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Steve Cofield

DREAM 16 results: Will UFC 119 top Japanese event?

Steve Cofield
Cagewriter

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UFC 119 shapes up to be a good one tonight. The card isn't filled with superstars but it appears to possess some nice matchmaking by Joe Silva. It'll have to deliver on a high level to match last night's MMA event in Japan. DREAM 16 had plenty of pomp and circumstance and some nasty finishes.

The card was highlighted by Jason Miller's easy win over Kazushi Sakuraba. The 41-year-old legend was overmatched from the get-go. Overpowered early in the striking game, Sakuraba (26-14-2) ended up on the mat when he attempted a takedown (5:12 mark). Sakuraba posed a short threat trying to work a submission on a Miller leg but the American flattened him out and eventually pushed him to his back. That's where Miller landed two of the cleanest punches to the face you'll ever see. The stunned Sakuraba was an easy mark for an arm-triangle choke. Miller slapped it on and Sakuraba tapped quickly at 2:09 of the first. Having beaten one of his idols, Miller was emotional in the ring. HDNet analyst Frank Trigg wasn't caught up by the moment. He suggested that Sakuraba had no business being in there with a 29-year-old who's in the top 15 at middleweight and that the veteran needs to think about walking away from the ring with his health intact.

Shinya Aoki wasn't spectacular but he did control Marcus Aurelio for 15 minutes on the ground. He couldn't finish the fight but the ease with which he locked up Aurelio, a good Brazilian jiu-jitsu practitioner, was impressive. The 27-year-old Aoki got win No. 25 of his career via unanimous decision.

Before the fight card, there were rumors of a big Aoki announcement. Turns out it had nothing to with his work in the ring but everything to do with some work on the homefront. During the opening montage video, Aoki announced that his wife is pregnant. There are still persistent rumors that Aoki will face either Gilbert Melendez or Nick Diaz around New Year's in Japan. Aoki was wearing a "Diaz t-shirt" before and after his fight.

Gegard Mousasi was impressive in the main event but his competition was less than stellar. Tatsuya Mizuno was thrown to the mat like a ragdoll and then got dominated badly. After getting beat upon for three minutes in the first, Mizuno finally gave his back and tapped on a choke that had only been on for about 1.5 seconds. With the win at 6:10 of the first, the 25-year-old Mousasi is now 30-3-1 and has to be looking for a rematch against Muhammed Lawal. Mousasi showed awful takedown defense in losing the first fight back in April.

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Satoshi Ishii (2-1) got his second win but the fight was a mixed bag. He can grapple and certainly understands controlling an opponent on the ground but he didn't do a whole lot of damage while riding the much smaller Ikuhisa Minowa (46-31-8). He weighed 235 for this fight but after watching him do minimal damage it's hard to see Ishii surviving as a top level heavyweight down the road.

The most impressive wins of the night came from Michihiro Omigawa, Joachim Hansen and Hiroyuki Takaya.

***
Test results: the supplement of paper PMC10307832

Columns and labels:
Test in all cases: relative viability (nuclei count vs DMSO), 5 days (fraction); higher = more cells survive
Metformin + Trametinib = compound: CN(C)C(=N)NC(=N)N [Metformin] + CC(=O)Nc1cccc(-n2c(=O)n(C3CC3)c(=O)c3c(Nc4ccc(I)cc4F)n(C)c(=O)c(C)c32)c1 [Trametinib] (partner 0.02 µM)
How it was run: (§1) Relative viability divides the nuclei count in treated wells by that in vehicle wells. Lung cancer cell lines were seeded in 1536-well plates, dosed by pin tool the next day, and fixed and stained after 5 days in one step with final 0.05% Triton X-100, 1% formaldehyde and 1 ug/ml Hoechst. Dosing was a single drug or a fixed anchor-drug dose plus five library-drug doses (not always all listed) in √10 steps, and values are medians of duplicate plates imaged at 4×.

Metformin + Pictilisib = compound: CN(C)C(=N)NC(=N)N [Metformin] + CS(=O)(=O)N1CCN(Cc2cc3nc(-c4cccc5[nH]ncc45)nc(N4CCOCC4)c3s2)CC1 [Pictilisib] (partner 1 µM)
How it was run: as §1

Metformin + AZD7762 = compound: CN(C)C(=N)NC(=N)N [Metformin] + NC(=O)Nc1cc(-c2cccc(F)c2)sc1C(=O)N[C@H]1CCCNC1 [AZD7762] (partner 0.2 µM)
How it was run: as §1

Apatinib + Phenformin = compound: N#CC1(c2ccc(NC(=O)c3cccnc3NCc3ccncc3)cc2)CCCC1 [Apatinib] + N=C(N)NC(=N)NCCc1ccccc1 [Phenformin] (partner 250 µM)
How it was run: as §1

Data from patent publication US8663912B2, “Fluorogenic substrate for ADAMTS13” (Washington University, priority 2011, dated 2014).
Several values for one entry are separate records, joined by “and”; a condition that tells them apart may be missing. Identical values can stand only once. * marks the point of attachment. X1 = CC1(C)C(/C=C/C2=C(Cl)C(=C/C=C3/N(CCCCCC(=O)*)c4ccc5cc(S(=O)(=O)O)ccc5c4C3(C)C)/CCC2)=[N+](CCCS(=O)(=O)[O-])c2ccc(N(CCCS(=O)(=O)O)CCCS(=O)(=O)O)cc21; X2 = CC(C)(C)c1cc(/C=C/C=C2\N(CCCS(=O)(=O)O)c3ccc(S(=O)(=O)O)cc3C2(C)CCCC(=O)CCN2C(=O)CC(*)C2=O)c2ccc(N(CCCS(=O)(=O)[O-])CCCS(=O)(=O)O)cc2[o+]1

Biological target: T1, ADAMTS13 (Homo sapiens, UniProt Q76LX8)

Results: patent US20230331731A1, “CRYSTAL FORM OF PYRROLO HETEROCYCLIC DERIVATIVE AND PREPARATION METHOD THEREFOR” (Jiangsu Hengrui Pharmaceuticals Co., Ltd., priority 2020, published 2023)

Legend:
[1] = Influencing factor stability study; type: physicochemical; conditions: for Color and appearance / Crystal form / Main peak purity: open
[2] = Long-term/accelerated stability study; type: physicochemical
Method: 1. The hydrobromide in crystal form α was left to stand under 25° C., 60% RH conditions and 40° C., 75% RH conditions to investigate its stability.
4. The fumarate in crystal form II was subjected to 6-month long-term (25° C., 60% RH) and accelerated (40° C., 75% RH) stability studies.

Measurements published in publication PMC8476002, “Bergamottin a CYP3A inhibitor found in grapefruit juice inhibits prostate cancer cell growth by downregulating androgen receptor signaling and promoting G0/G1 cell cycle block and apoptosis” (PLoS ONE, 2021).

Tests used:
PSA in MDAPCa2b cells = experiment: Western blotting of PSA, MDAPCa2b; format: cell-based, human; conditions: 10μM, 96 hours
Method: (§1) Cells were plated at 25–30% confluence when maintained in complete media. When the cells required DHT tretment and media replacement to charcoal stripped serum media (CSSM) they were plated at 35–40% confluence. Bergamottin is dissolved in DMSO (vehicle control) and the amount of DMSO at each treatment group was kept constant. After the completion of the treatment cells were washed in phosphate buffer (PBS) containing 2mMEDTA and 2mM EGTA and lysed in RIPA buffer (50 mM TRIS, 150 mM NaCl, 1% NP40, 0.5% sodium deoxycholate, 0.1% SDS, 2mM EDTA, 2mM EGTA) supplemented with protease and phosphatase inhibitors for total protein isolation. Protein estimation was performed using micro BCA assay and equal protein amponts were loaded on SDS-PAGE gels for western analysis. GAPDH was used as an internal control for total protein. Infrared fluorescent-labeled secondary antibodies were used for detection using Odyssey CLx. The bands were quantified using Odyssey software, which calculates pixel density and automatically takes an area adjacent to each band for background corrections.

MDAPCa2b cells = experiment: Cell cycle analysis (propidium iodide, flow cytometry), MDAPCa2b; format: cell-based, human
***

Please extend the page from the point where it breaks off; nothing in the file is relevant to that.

Omigawa ran roughshod over Cole Escovedo. The American came out with the some hard kicks but was taken down easily and then reversed. But Escovedo got sloppy on top and left his right arm exposed. Omigawa (12-8-1) pulled off a nifty inverted armbar and appeared to have damaged Escovedo's elbow before he submitted.

Hansen was in a must-win situation. Hideo Tokoro, just four wins above .500 in 49 fights was made to order. The Norwegian scored a takedown and fell into mount. He eventually stood above Tokoro and tried to rain down some shots. In a second mount situation Hansen was so far up Tokoro's body that he was able to easily latch on a top-side triangle. Seconds later, he dropped to his side. Tokoro lifted Hansen off the mat and tried to slam his way out of the hold but it only made it tighter (pictured above). The Japanese veteran had to tap at 2:48 of round 1. Hansen (20-10-1) gets his first win since July of 2008.

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Chase Beebe was once the WEC bantamweight champ but that was a different era. The world has caught and passed the Iowan. With a wrestling background, his stand-up game hasn't caught up, especially on the defensive side. Takaya (pictured on left punching) came straight forward and threw with reckless abandon. Beebe's night closed quickly when a left hook dropped him and Takaya got off six more punches on the ground to post the win at 1:45 of the first.

Including his WEC title fight loss to Miguel Torres, Beebe is just 2-6 in 2008-10.

DREAM 16 results:
Gegard Mousasi def. Tatsuya Mizuno via submission (rear naked choke) at 6:10 of Round 1.
Jason Miller def. Kazushi Sakuraba via submission (arm triangle choke) at 2:09 of Round 1.
Shinya Aoki def. Marcus Aurelio via unanimous decision.
Satoshi Ishii def. Ikuhisa Minowa via unanimous decision.
Hiroyuki Takaya def. Chase Beebe via knockout (punches) at 1:45 of Round 1.
Michihiro Omigawa def. Cole Escovedo via submission (inverted armbar) at 2:30 of Round 1.
Joachim Hansen def. Hideo Tokoro via submission (triangle choke) at 2:48 of Round 1.
Kazuyuki Miyata def. Takeshi Inoue via unanimous decision.
Mitsuhiro Ishida def. Akiyo Nishiura via split decision.
Yusuke Kawaguchi def. James Thompson via split decision.

There was also "controversy" before the fight card. The HDNet announce team of Trigg and Michael Schiavello got a little physical while donning Lucha Libre-style masks. "The Voice" grabbed Trigg's hanky and all hell broke loose (video)

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